Edmund Berrigan is the author of two books of poetry, Disarming Matter (Owl Press, 1999) and Glad Stone Children (Farfalla, 2008), and a memoir, Can It! forthcoming from Letter Machine. He is editor of the Selected Poems of Steve Carey (Sub Press, 2009), and is co-editor with Anselm Berrigan and Alice Notley of the Collected Poems of Ted Berrigan (University of California, 2005) and the Selected Poems of Ted Berrigan (University of California, 2010). He is an editor of Vlak magazine, Brawling Pigeon, and is on the editorial board of Lungfull!. He has received three grants from the Fund for Poetry, and was named a NYFA Fellow in poetry in 2009.


EVENT

Sarada Rauch: Jellyfish Piano


Dates:
Wed May 16, 2012 13:00 - Sat May 26, 2012

Location:
New York, New York
United States of America

May 16 – May 26, 2012

All exhibitions are free and open to the public.
Contact: info@artcurrents.org

Jellyfish Piano:
Reinterpretation gives history more than one perspective. With this in mind, I reinterpret traditional narratives using contemporary images to create modern folklore. Narratives that I use come from traditional epics, fairy tales and myths which are collections of oral traditions. An oral tradition is passed down as a broad formula. The storyteller improvises a great deal of the narrative, reinterpreting the story and inserting their own perspective and imagery. I use this same methodology of reinterpretation while making videos, and I treat them as oral tradition.

A common parallel found in traditional narratives is the mermaid. Not many other imaginary beings are as prevalent cross culturally, or have maintained popularity throughout narratives, ancient to the present day. The mermaid lives underwater and enchants humans with song. She is graceful and dramatic, much like a jellyfish.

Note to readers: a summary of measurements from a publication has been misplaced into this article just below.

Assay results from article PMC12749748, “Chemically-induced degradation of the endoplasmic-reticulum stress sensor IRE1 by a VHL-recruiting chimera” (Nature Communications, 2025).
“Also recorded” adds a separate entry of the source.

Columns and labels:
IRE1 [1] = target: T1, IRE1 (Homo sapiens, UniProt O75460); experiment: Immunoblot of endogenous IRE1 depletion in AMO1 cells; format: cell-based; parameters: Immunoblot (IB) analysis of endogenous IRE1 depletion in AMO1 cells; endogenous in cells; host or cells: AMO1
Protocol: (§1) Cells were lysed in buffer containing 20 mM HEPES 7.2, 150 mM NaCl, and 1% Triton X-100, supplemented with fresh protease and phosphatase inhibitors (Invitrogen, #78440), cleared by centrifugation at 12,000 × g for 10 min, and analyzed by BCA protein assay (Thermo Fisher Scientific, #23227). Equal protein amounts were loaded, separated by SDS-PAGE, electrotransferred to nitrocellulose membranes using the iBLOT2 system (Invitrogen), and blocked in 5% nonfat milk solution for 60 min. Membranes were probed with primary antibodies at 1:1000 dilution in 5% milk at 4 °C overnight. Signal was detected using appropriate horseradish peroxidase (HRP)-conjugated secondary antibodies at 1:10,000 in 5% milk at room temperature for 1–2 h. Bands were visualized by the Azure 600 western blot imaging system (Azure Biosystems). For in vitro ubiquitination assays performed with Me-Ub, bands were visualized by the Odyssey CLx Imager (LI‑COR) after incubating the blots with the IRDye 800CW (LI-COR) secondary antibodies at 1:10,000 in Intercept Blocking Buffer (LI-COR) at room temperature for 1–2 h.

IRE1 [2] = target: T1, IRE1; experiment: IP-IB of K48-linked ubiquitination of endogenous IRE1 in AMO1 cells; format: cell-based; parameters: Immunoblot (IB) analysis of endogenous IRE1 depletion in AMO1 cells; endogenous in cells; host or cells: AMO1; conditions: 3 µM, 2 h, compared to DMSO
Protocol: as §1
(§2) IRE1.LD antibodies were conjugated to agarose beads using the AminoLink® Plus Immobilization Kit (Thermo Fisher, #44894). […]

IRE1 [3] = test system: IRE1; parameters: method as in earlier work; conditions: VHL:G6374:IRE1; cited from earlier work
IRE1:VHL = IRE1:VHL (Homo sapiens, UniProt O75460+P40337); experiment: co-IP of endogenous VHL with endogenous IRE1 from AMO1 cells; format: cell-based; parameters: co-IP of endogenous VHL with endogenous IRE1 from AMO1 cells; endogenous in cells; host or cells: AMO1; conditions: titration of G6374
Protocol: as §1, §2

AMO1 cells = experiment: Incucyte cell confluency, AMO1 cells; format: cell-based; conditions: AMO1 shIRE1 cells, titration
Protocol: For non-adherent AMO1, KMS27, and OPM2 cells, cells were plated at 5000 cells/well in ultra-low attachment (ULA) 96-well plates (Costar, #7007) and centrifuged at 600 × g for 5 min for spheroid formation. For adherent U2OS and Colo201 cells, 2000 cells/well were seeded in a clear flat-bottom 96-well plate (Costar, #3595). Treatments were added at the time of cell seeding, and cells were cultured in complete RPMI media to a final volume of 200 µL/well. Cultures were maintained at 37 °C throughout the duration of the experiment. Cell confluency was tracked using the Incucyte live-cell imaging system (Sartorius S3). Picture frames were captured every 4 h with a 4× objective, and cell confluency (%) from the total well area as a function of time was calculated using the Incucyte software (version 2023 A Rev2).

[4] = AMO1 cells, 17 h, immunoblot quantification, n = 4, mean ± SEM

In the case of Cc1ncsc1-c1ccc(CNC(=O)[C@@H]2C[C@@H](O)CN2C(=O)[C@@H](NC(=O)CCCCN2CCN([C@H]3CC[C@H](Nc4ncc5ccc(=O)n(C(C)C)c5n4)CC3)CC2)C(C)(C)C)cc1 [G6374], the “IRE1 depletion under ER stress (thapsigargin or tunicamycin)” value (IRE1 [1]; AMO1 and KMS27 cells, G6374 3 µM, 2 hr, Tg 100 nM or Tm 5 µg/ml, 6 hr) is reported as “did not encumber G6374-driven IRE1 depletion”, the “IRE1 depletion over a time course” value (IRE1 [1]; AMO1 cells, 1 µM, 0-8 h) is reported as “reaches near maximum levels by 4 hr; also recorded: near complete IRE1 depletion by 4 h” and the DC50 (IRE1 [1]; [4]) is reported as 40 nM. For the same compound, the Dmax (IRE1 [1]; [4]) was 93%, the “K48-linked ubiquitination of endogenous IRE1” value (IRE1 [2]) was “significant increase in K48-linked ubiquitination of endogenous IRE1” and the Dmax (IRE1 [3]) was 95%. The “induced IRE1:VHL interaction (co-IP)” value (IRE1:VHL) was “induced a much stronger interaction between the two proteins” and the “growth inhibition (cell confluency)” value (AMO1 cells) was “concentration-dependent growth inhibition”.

Jellyfish Piano is a reinterpretation of the mermaid. In this video, a swimmer is transformed into a jellyfish by the underwater perspective of the camera, stripping the body of its human traits to the essential organs and limbs of a jellyfish. The swimmer’s trailing skirt and legs form the greater part of this balletic jellyfish’s movement, whose gracefulness is punctuated by the notes her feet strike on the keyboard-like lanes of a public pool. The notes of the piano keys are played each time she touches one of them with her toes.

In my work, I combine the digital with the hand made and animate static objects. They acknowledge their own silliness and because of this they can also dabble with being genuine. My work is winking at you while telling you something heartfelt.

-Sarada Rauch

Bio: